Carbondale police, YouthZone at odds over handling of juvenile arrests |

Carbondale police, YouthZone at odds over handling of juvenile arrests

John Stroud
Glenwood Springs correspondent
Aspen, CO Colorado

CARBONDALE ” An apparent communication breakdown between police and a local youth services agency may have allowed some of the more dangerous juvenile suspects in a recent gang-style assault case to remain free before their court hearing last week.

According to Carbondale Police Chief Gene Schilling, at the time of the Jan. 29 incident in which seven teenage suspects were cited for felony assault and theft and released to parents or another responsible adults, YouthZone was contacted to help determine if any of the suspects should be sent to a juvenile detention facility.

However, the YouthZone intermediary who was on call that night “refused” to respond, Schilling said at a Tuesday night work session with the Town Board to discuss a variety of police department issues.

According to police, around 8 p.m. on Jan. 29 three teenage girls allegedly attacked two women, ages 24 and 26, as they were walking along Second Street, beat them and stole a purse. The girls then allegedly jumped into a waiting vehicle occupied by four male suspects, all juveniles, and fled.

The suspect vehicle and teens were located a short time later in the City Market parking lot. They were eventually issued citations and turned over to the adults who had been contacted.

The incident appeared to have the markings of a gang-style initiation rite, according to victim accounts. At last week’s court hearing in Glenwood Springs, the defendants were ordered not to have contact with each other or the victims, and not to wear “gang colors or clothing,” among other stipulations.

Schilling said that in arrests involving juveniles, the preferred method is to release them to a responsible adult.

However, “If we as law enforcement officers believe the juvenile should be housed in a juvenile detention facility, we first contact YouthZone, which responds and determines if the person should be housed in detention,” he said.

Even then, a judge has to be contacted to assess the situation and determine if detention is appropriate.

“This procedure, depending on how many arrestees and the seriousness of the crime, can take many hours,” Schilling said. “In this case, YouthZone was contacted and refused to respond.”

However, YouthZone Executive Director Debbie Wilde said Wednesday that the agency’s response depends on the information provided by the police. The arresting officer can handle it in a couple of ways, she said, according to a process set up by the state’s juvenile justice system.

If police believe a detention hold is appropriate for any juvenile, they must write an affidavit, after which a representative from YouthZone will respond, she said.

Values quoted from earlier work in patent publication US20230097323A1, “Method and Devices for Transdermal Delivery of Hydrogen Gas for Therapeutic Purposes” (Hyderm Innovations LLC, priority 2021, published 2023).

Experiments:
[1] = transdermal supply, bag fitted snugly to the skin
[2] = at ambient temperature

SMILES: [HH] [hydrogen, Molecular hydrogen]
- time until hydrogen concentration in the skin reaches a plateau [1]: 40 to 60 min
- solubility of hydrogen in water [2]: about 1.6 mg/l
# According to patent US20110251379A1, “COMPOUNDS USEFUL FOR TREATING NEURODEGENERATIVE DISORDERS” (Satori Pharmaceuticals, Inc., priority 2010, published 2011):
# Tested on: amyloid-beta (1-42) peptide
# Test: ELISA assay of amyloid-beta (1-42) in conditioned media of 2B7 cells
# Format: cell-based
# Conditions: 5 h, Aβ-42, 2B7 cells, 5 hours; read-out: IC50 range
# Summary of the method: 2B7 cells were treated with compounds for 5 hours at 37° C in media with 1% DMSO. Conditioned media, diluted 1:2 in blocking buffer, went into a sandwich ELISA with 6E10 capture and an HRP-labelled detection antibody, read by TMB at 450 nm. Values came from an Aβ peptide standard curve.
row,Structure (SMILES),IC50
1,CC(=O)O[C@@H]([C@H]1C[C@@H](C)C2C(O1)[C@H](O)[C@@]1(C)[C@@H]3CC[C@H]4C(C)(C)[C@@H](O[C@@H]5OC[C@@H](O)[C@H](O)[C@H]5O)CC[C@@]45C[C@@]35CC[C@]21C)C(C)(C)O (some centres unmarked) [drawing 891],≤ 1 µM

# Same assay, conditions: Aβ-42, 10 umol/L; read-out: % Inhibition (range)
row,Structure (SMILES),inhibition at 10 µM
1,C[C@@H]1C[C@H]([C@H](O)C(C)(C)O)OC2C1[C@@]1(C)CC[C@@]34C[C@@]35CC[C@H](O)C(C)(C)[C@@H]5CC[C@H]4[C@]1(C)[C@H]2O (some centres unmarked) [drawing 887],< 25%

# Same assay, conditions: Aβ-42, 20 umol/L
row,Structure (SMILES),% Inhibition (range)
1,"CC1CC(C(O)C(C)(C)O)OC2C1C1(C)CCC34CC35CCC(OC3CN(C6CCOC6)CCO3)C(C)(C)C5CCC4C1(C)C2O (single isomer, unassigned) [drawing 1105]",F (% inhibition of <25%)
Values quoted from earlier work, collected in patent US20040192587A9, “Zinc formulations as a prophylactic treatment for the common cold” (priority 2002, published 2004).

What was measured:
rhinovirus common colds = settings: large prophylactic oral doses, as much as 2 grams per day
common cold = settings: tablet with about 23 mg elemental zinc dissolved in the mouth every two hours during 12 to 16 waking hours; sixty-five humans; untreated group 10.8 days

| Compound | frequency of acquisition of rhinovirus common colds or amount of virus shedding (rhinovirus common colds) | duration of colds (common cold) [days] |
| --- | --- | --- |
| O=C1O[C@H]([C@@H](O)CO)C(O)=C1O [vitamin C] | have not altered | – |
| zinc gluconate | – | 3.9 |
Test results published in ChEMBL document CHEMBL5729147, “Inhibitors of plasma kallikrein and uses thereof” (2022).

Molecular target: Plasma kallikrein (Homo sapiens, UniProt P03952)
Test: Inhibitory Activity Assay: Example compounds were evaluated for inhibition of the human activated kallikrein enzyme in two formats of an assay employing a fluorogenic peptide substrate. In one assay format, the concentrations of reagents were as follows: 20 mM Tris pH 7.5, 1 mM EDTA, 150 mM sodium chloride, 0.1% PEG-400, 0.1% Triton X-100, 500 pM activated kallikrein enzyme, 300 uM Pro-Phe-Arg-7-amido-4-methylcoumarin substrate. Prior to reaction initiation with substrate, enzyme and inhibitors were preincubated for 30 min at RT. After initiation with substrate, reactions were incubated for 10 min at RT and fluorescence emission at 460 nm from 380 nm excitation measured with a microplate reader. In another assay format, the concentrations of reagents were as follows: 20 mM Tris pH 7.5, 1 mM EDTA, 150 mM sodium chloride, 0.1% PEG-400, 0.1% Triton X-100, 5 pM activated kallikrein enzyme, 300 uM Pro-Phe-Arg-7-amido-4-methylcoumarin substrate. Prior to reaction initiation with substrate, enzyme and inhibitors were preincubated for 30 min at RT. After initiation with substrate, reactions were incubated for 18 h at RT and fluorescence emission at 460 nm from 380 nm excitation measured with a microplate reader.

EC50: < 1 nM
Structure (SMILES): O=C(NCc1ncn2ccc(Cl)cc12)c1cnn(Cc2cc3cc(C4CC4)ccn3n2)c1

In this case, however, the officer wrote up what’s called a promise to appear in court, which the parents or another adult must sign before the suspect is released to their custody, Wilde said.

“We don’t screen kids on promises to appear in court,” she said. “The officer makes that call.”

Even if a juvenile is recommended for detention upon arrest, it’s not that simple, Wilde said. The Ninth Judicial District has six juvenile beds available to it at a detention facility in Grand Junction. If those beds are full, it means another detainee would have to be released to accommodate a more high-risk detainee, she said.

After the Carbondale incident, town trustees asked that the situation be addressed, especially due to the seriousness of the crime and concerns that the process may have broken down.

“My concern is that something was wrong with the system that’s in place if YouthZone was contacted and didn’t respond,” Trustee Stacey Bernot said. “This was a really bad situation, and I don’t want it to happen again … there needs to be some public accountability.”

At last week’s court hearing, one of the 17-year-old male suspects in the Carbondale case was sent to the Grand Mesa Youth Detention Facility. The other five suspects who were in court at the time were placed on home detention with electronic monitoring.

Carbondale officials asked that YouthZone representatives be invited to a follow-up meeting to clear the air. Wilde said she welcomes that conversation.

“This is something we talk about with police and communities all the time,” she said. “It is a good opportunity to sit down and explain what the process is, and how communities can use us for early intervention.”

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